On Friday news broke that the Philadelphia Eagles and Buffalo Bills had come to terms on a trade that would send two-time Pro Bowl left tackle Jason Peters to the Eagles in return for one of Philly’s first-round picks (28th overall), a fourth-round pick, and a second-day pick in the 2010 draft.
When I first started hearing about this trade, my feelings were mixed. I’m still not entirely sure how I feel about the deal.
And so, I give you The Good, the Bad, and the Ugly of the Jason Peters trade:
The Good. One of the Eagles’ biggest needs was a left tackle. They let Tre Thomas move on to Jacksonville in the offseason. There was talk that the Eagle front office and Andy Reid would be content to move either Todd Herremans or Shawn Andrews to left tackle. This would have left Nick Cole or Max Jeans-Gilles to start at the vacated guard position.
While that would have given them a serviceable offensive line and one that would probably still be considered one of the better lines in the NFL, it would also have left them with less depth on the line and the uncertainty of how Herremans or Andrews would have performed at left tackle.
Acquiring Peters gives them a potentially dominant left tackle who is only 27 years old. They still have Cole and Jeans-Gilles on the bench as backups to fill in if there is an injury. Adding Peters at left tackle, Stacey Andrews at right tackle, and keeping Herremans and Andrews as the starting guards now gives the Eagles an offensive line that could potentially be one of the most elite in the NFL.
The Bad. During the Andy Reid-Donovan McNabb era the one thing that Philly fans have consistently clamored for is the addition of a true top-flight wide receiver.
That wish was answered for a short period of time with the addition of Terrell Owens. Proponents of the “Eagles need a wide receiver” argument point to the fact that in the year the Eagles had T.O. they made an appearance in the Super Bowl.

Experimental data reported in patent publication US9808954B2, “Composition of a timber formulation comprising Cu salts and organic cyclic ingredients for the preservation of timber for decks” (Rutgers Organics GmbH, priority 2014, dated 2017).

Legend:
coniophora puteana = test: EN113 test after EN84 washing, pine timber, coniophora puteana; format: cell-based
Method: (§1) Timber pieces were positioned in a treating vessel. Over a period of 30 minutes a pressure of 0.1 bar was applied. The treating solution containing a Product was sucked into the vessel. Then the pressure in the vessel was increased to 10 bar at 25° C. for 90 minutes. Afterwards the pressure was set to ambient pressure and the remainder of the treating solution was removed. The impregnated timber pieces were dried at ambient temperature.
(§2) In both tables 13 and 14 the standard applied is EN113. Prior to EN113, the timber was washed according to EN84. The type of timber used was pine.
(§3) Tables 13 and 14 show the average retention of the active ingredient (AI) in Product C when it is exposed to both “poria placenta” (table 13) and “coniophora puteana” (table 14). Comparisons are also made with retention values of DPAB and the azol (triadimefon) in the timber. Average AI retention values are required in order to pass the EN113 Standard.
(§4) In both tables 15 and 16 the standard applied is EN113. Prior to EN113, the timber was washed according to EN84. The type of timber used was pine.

What so many people seem to forget is that the Eagles made their run through the playoffs to the Super Bowl without T.O.
Is a wide receiver really needed? That is up for debate. The trade for Jason Peters tells you what side the Eagle front office comes down on in that argument.
The acquisition of Peters pretty well guarantees there will not be a trade to bring Anquan Boldin to Philadelphia. The Eagles signed Peters to a four-year contract extension worth $53 million.
I really can’t see them bringing in Boldin and giving him a huge contract as well, which is the whole reason he wants out of Arizona in the first place.
The Ugly. I am pretty excited about this trade, right up until the point I think about The Ugly. The Eagles will be paying $60 million the next six years for a guy that gave up 11 sacks last year to protect McNabb’s blindside.
Some will argue that his inconsistent play last year was largely due to him missing offseason workouts and training camp. Peters elected to hold out of training camp because he was upset over his contract situation.
Maybe that was the reason for his poor play, but maybe it wasn’t. Either way, it puts a little bit of doubt in our minds when we think about whether this was a good move for the Eagles or not.
Did the Eagles get a dominant left tackle to anchor their offensive line for the foreseeable future or did they just pick up a lazy, overpriced underachiever in a move that they will regret for a long time?